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Logan • A former all-state quarterback with only one scholarship offer coming out of high school, Wyatt Houston will leave Utah State as the second most productive tight end in history.
Houston, a senior from Tualatin, Ore., plays his final home game Saturday night, when the Aggies face New Mexico at Maverik Stadium.
With three games left in his college career, Houston has more receptions (81), receiving yards (884) and touchdowns (nine) than any Aggie tight end except Chris Cooley.
Cooley played at USU from 2000-03. Drafted in the third round by Washington, he spent nine years in the NFL. He played in two Pro Bowls and became the franchise leader for receptions by a tight end. He retired in 2013.
"Just to be mentioned in the same sentence with Chris Cooley is a great honor," Houston said. "… He was a great player and had a great career."
Besides playing the same position as Cooley, Houston has another connection with him.
"At one point, I actually lived in the same house that he lived in when he was here," he said. "One of my neighbors told me that. I thought it was kind of interesting."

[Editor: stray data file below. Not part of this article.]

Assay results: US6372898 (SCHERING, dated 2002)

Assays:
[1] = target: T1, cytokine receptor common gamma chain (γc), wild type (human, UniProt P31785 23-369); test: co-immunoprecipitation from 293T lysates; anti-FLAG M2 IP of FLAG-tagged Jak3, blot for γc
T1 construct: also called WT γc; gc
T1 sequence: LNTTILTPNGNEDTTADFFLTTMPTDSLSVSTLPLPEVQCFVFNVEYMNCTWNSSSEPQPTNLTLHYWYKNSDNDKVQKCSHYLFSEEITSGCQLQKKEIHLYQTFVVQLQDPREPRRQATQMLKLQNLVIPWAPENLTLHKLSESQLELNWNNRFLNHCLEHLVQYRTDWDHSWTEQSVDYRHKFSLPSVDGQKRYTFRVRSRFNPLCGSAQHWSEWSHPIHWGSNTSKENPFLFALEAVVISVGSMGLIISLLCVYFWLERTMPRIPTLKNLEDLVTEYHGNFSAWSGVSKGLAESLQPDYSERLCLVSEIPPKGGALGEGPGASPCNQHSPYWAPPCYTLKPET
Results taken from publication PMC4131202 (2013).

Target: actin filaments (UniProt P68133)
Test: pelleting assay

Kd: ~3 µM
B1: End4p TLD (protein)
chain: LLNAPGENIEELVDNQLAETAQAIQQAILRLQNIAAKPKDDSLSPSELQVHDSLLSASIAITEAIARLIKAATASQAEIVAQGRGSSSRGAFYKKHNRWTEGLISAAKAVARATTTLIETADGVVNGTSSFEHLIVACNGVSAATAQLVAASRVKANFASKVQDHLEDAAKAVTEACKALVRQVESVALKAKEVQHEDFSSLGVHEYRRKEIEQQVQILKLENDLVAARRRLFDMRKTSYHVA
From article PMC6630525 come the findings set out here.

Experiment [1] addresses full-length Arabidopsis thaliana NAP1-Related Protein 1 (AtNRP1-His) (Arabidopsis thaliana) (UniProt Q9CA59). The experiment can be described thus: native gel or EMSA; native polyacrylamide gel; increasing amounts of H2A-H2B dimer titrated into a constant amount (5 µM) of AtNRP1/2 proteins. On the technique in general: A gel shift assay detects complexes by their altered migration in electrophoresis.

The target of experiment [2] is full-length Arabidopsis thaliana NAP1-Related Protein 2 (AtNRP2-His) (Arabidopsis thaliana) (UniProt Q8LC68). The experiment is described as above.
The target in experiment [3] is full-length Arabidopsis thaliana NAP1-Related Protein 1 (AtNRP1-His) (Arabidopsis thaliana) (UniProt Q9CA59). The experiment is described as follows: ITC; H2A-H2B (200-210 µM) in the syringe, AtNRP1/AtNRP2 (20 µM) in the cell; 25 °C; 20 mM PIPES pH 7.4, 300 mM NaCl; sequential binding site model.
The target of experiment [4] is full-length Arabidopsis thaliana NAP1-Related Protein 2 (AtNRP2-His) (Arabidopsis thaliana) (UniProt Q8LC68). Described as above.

As a junior quarterback at Horizon Christian High School in suburban Portland, Houston completed 154 of 265 passes for 2,054 yards and 18 touchdowns. He also ran for 692 yards and five TDs.
College recruiters overlooked him, however. So when Utah State coach Matt Wells sent Houston a Facebook message the following spring, he was interested.
"Coach Wells liked my size and thought that I could have a chance of playing tight end," Houston recalled. "He wanted me to come to camp so they could see me, see me move and see how physical I was."
The trip produced Houston's "one and only" Division I offer.
"I decided I'd have a better chance playing at the highest level as a tight end," he said, "… and that's what happened."
Said Wells, who was Utah State's offensive coordinator at the time, "We saw a big, athletic kid that I believed had all the intangibles family, work ethic, his care, his passion, a multi-sport athlete, a big quarterback."
Wells made sure Houston knew the reason he was being recruited: "… I said, 'You will play tight end, you will run routes and you will block.' He said, 'Coach, I don't know the drills. I don't know how to do it.' I told him I knew that but he was still going to do it. He willingly did it and did very well."
Houston (6-foot-4, 255 pounds) was supposed to redshirt as a true freshman, but injuries forced him onto the field.
This season, he's caught 30 passes and stretched his streak of at least one reception in a game to 15.
"His care factor and work ethic are off the charts," Wells said.
Asked if Houston is an NFL prospect, he said, "Any time you're that big and you can run well and you catch it, then you are going to be a prospect. There will be people that absolutely like him."
New Mexico at Utah State
P Saturday, 8:15 p.m.
TV • ESPN2